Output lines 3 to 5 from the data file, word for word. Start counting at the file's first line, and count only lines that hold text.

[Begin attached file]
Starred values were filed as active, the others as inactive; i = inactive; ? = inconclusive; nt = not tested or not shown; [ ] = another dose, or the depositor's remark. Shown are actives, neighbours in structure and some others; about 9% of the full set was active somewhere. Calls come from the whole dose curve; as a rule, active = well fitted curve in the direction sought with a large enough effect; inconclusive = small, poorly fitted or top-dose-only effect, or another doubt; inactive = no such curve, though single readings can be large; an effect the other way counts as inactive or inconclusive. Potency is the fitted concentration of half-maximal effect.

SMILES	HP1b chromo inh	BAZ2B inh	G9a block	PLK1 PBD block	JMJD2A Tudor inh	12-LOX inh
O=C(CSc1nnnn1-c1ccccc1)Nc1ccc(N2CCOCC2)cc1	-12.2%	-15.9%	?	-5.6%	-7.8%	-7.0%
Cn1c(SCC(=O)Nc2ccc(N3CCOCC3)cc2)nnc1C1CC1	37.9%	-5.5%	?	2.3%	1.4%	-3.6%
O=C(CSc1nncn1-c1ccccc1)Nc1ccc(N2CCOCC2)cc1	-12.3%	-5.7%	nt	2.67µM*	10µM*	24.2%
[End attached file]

O=C(CSc1nnnn1-c1ccccc1)Nc1ccc(N2CCOCC2)cc1	-12.2%	-15.9%	?	-5.6%	-7.8%	-7.0%
Cn1c(SCC(=O)Nc2ccc(N3CCOCC3)cc2)nnc1C1CC1	37.9%	-5.5%	?	2.3%	1.4%	-3.6%
O=C(CSc1nncn1-c1ccccc1)Nc1ccc(N2CCOCC2)cc1	-12.3%	-5.7%	nt	2.67µM*	10µM*	24.2%